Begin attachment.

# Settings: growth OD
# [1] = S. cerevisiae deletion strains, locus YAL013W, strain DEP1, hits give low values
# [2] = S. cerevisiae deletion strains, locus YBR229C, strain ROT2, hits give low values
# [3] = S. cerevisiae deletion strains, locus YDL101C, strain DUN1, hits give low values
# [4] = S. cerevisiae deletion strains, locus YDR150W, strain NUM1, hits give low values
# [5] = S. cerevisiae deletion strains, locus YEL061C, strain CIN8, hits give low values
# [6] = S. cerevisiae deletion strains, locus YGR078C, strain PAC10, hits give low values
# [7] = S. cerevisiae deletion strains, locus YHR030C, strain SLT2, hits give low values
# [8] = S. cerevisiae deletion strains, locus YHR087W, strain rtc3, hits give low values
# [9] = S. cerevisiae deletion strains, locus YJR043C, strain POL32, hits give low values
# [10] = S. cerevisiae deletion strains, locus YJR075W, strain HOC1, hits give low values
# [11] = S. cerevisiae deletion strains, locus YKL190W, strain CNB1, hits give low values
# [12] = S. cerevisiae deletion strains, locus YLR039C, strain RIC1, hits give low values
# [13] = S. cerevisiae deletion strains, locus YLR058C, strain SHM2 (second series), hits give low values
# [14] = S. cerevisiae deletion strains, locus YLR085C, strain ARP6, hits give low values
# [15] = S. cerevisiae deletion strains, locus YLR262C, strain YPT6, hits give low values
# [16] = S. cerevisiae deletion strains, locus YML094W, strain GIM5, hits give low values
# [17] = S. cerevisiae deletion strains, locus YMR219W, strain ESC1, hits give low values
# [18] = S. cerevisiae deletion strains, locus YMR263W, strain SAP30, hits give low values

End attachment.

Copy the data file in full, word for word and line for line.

# Settings: growth OD
# [1] = S. cerevisiae deletion strains, locus YAL013W, strain DEP1, hits give low values
# [2] = S. cerevisiae deletion strains, locus YBR229C, strain ROT2, hits give low values
# [3] = S. cerevisiae deletion strains, locus YDL101C, strain DUN1, hits give low values
# [4] = S. cerevisiae deletion strains, locus YDR150W, strain NUM1, hits give low values
# [5] = S. cerevisiae deletion strains, locus YEL061C, strain CIN8, hits give low values
# [6] = S. cerevisiae deletion strains, locus YGR078C, strain PAC10, hits give low values
# [7] = S. cerevisiae deletion strains, locus YHR030C, strain SLT2, hits give low values
# [8] = S. cerevisiae deletion strains, locus YHR087W, strain rtc3, hits give low values
# [9] = S. cerevisiae deletion strains, locus YJR043C, strain POL32, hits give low values
# [10] = S. cerevisiae deletion strains, locus YJR075W, strain HOC1, hits give low values
# [11] = S. cerevisiae deletion strains, locus YKL190W, strain CNB1, hits give low values
# [12] = S. cerevisiae deletion strains, locus YLR039C, strain RIC1, hits give low values
# [13] = S. cerevisiae deletion strains, locus YLR058C, strain SHM2 (second series), hits give low values
# [14] = S. cerevisiae deletion strains, locus YLR085C, strain ARP6, hits give low values
# [15] = S. cerevisiae deletion strains, locus YLR262C, strain YPT6, hits give low values
# [16] = S. cerevisiae deletion strains, locus YML094W, strain GIM5, hits give low values
# [17] = S. cerevisiae deletion strains, locus YMR219W, strain ESC1, hits give low values
# [18] = S. cerevisiae deletion strains, locus YMR263W, strain SAP30, hits give low values